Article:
The good news is there are companies that manufacture accessible closet storage solutions. Plus, there are really simple tips that can help you organize the stuff in your closet.
While researching storage solutions for upper kitchen cupboards (see my winter 2020 Community article “Get Those Upper Shelves in Reach”) I was introduced to a revolving closet system manufactured by Panasonic Housing Solutions. And although Panasonic is not specifically marketing this closet system as an accessible storage solution for people with disabilities, I think it could be.
Early in 2020 I connected with Wanchen Sun, the Business Development Manager, Housing Solutions, at Panasonic Canada Inc. She invited me to the Panasonic Housing Centre in Mississauga to see first-hand the products that they offer. In addition to the electronic products that many of us associate with Panasonic, Wanchen told me that the company has recognized a need for products that cater to the aging population. The revolving closet system is just one of those products.
The company is headquartered in Japan, where the aging/older adult market is much bigger than in Canada. Japan is home to over 36 million people aged 65 and older. That’s almost equal to the entire population of Canada, so it’s not surprising that Panasonic is focusing on this market.
The closet system works like a carousel. You can manually turn it in either direction until the items you’re looking for are right in front. There are two levels of hanging racks and baskets can be added for items that you’d normally put into dresser drawers. The lower level hanging racks and baskets are easily reached from a seated position. Since the carousel rotates, all of the racks can move to you; this means you can place it in a hard-to-reach corner or an area with a limited opening. There are two carousel widths available: 1.512 m and 2.318 m wide. The height (2.158 m) and depth (764 mm) of both options are the same.
I realize that some people may not be able to manually rotate the carousel, so I reached out to Yves Trottier of Simple Freedom Design to ask if he could customize the carousel so it can be motorized and automated. Yves’s company specializes in home product automation, including cabinets that lower down to counter level.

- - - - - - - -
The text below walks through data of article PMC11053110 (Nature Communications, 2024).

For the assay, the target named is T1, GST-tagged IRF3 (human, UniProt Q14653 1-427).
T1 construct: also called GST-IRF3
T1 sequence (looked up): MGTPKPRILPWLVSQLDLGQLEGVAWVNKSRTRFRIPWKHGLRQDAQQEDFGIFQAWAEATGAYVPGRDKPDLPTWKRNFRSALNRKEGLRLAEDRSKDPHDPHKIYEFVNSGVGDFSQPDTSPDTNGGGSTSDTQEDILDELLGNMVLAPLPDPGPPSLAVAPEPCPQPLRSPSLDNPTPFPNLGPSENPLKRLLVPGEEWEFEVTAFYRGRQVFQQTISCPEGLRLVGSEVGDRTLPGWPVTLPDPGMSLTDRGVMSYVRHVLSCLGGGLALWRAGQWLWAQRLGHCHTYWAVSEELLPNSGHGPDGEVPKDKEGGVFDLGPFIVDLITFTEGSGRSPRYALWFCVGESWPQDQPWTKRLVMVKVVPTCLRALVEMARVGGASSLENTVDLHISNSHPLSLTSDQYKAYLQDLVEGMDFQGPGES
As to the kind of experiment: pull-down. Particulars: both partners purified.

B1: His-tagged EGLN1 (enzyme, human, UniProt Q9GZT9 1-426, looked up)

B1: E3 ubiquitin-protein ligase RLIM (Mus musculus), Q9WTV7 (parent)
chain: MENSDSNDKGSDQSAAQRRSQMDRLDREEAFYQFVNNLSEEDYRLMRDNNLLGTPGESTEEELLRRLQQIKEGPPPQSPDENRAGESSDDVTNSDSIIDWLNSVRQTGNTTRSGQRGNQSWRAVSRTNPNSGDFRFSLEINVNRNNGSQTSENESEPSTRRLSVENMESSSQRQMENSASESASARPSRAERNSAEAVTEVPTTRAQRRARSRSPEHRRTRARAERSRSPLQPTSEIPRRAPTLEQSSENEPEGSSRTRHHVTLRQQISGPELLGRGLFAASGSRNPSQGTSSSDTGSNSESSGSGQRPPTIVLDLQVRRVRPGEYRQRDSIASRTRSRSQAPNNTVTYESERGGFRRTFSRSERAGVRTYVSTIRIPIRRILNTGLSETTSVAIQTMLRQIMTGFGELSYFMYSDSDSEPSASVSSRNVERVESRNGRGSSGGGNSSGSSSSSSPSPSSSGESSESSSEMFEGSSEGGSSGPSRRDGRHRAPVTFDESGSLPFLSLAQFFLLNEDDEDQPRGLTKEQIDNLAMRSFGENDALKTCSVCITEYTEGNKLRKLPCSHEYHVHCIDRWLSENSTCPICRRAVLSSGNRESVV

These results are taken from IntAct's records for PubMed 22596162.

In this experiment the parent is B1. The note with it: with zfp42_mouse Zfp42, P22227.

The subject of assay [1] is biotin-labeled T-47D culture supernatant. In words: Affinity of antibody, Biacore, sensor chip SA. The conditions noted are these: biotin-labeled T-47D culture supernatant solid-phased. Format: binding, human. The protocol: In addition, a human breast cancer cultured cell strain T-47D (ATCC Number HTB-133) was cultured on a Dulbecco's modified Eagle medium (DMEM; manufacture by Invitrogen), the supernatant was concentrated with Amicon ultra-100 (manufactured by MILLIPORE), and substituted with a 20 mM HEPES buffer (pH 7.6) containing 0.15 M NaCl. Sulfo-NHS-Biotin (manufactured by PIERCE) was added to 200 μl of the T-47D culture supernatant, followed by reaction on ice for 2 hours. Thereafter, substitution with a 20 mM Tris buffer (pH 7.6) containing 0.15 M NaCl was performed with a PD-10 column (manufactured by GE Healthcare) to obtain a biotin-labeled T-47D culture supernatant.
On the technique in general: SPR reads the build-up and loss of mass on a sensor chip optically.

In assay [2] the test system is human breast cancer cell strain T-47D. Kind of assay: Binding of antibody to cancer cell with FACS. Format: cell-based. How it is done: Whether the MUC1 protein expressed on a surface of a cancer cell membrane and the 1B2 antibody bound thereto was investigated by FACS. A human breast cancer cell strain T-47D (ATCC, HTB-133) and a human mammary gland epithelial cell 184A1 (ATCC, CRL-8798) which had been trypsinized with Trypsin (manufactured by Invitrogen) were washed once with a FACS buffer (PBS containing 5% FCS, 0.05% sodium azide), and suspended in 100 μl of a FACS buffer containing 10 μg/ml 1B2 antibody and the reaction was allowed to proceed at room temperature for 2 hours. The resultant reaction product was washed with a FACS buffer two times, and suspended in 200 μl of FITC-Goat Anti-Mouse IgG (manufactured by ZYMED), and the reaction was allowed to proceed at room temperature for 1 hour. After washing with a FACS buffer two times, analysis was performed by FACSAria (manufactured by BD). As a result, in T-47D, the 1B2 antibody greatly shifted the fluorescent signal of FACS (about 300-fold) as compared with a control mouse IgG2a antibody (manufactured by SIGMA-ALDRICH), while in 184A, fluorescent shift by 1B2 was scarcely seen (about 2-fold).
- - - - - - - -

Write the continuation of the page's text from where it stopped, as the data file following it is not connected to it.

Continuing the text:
Yves replied “Yes, these carousel closets can definitely be automated. They can also be activated via Alexa or Google, even a phone app. We are living in amazing times were we can implement such technology to help make the home barrier free. Simple Freedom Design is proud to be on the leading edge of this movement.”
Another accessible closet solution for hanging clothes is a pull down closet rod from Rev-A-Shelf. This option works well when you have an upper and lower closet rod. The lower rod can be fixed in place at a height that is accessible from a seated position. The upper rod is connected to two weight adjustable spring loaded hinges on either side and a pole is positioned in the middle of the rod that can be used to pull the rod out and down 90 degrees. This allows the upper rod to be re-positioned within reach of a person sitting in a wheelchair. Closet widths between 457 mm and 1.22 m can be accommodated. The telescoping pull down rod can be adjusted between 863 mm and 1.27 m. This solution is manually controlled and therefore requires some arm strength.
Here are some other ideas to keep in mind when designing your closet:
- Keep stuff off of the floor so you can roll right in
- Clearance for your foot pedals so you get in close
- Drawers with rollers so they’re easily opened and closed (drawers can be motorized too!)
- Barn style sliding doors are easy to open and can provide a wider entrance clearance
Once you have a closet storage system in place, the next phase is to efficiently organize your stuff. For tips on this, I reached out to Karen Shinn from Downsizing Diva in Toronto. Karen is a member of the Professional Organizers of Canada.
Here are some of Karen’s recommendations for organizing your closet:
- Install double-hanging closet rods and more shelving to make better use of the available space.
- Use the lower, more accessible closet rods and shelves for your in-season clothes. The higher shelves and rods can be used for seldom-worn or out of season items.
- Most of us wear 20% of our clothes 80% of the time. Just keep the clothes that make you feel great when you wear them! When you own fewer clothes, it’s easier to organize your closet.
Whatever closet space you have available, plan ahead to make it as efficient as possible.
Jeffrey Kerr, Broker, Barrier Free Real Estate Specialist
RE/MAX Unique Inc., Brokerage